OCR Interpretation

The day book. (Chicago, Ill.) 1911-1917, February 14, 1913, Image 2

Image and text provided by University of Illinois at Urbana-Champaign Library, Urbana, IL

Persistent link: http://chroniclingamerica.loc.gov/lccn/sn83045487/1913-02-14/ed-1/seq-2/

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other drew a revolver and sent a
bullet crashing through Byrns'
One of the burglars was Frank
Kinney; the other a man known
to the police only as "The Kid."
The police of Cleveland comb
ed the city for the two men. On
the night of February 4, they
surrounded the house in which
rvinney, ine jyio, ana iNeine
Sullivan lived. All three were in
the house at the time.
But before the police could
close in, Kinney was warned of
their approach. He and "The
Kid" and the woman escaped
through a maze of back alleys.
Kinney and his sweetheart
came to Chicago and went to live
at a hotel at 521 Wells street.
After a day or so, Nellie Sulli
van remembered that one of her
old school chums had married a
man named Frank McDonald and
moved to Chicago.
She discovered that Frank Mc
Donald lived at 2245 West Su
perior street, called there and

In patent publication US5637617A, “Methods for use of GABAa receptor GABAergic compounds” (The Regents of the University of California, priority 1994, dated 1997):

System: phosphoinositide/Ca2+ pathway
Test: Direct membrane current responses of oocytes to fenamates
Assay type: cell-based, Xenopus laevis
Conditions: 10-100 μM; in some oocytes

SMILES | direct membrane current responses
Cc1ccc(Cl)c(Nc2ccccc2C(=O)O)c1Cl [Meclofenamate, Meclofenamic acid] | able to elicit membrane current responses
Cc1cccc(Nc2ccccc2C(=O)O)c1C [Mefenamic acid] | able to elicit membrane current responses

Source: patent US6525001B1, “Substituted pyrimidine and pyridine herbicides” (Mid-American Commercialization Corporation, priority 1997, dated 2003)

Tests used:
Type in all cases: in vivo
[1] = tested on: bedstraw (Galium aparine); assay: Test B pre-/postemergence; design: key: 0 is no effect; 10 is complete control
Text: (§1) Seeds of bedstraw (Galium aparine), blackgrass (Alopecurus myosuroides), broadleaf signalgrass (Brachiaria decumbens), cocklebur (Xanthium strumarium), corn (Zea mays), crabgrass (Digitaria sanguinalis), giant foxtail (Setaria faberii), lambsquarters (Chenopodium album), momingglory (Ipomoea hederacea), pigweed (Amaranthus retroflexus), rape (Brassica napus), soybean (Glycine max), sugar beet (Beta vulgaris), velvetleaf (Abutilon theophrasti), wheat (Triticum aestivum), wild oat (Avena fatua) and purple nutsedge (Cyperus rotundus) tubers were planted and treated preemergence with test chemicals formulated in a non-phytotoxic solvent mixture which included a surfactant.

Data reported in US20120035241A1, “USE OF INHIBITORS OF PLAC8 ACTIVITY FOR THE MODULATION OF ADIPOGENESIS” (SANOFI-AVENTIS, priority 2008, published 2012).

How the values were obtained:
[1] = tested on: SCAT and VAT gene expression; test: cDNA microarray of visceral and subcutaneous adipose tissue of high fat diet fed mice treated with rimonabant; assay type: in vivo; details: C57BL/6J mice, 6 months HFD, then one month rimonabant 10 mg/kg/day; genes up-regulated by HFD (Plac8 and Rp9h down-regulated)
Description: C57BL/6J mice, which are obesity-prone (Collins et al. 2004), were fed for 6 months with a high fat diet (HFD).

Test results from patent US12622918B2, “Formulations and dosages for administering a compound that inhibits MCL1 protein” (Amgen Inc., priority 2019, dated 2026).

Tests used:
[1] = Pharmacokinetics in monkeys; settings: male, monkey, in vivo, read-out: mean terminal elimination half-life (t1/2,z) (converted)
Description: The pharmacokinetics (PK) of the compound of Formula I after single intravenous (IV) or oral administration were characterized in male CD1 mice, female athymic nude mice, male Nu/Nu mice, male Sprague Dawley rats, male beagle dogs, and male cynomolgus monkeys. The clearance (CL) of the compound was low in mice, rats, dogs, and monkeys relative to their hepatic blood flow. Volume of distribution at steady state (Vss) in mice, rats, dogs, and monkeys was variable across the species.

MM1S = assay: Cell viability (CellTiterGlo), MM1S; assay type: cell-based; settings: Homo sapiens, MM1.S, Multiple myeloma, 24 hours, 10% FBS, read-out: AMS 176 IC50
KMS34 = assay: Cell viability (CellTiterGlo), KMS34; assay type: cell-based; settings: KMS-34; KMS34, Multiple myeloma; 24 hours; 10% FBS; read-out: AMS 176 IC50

found that Mrs. McDonald was
indeed her old friend.
She paid several calls on Mrs.
McDonald. She told where she
lived. She gossiped. She finally
told about the hair-raising es
cape of herself and her sweetheart
from the police of Cleveland.
Mrs. McDonald told her hus
band about this. Her husband
happens to be a detective travel
ing out of the Desplaines street
Detective McDonald was quite
interested. He bought a number
gi Cleveland newspapers. He
read about the Byrns murder. He
told Captain Meagher.
And so it came about that Nel
lie Sullivan and her sweetheart,
Frank Kinney, were arrested in
their room at 521 Wells street
and held for the murder of Ralph fk
Liy i us.
Kinney was quite cool when ar
rested. He is 55 years old, but
does not look more than 35. He
has a strong, evil face. Nellie
Sullivan says he is a master
Kinney was questioned by Po
lice Captain Meagher. He denied
The police then went to work
on the woman, and gradually, un
der a steady stream of questions,
she broke down.
"We came from Cleveland,"
was the way she first told the
story. "Frank Kinney is my
sweetheart. On February 2, he
went out about 7 p. m. with "The
Kid." They came back about 10
o'clock, and both seemed excited.
Frank told me they had com
mitted a burglary."
Later, under more questioning,
she told the police that a pair of
cuff links, proceeds of the bur
glary, could be found in a hair
pin box in a house in Cleveland.
Capt. Meagher wired this in- Ok
tormation to Cleveland, i ne
house was searched. The cuff
links were found. They were
gold, and bore the initials of
Ralph Byrns.
When this information reached
Chicago, Kinney was questioned
again. Again he refused to tell
anything, and was sent back to

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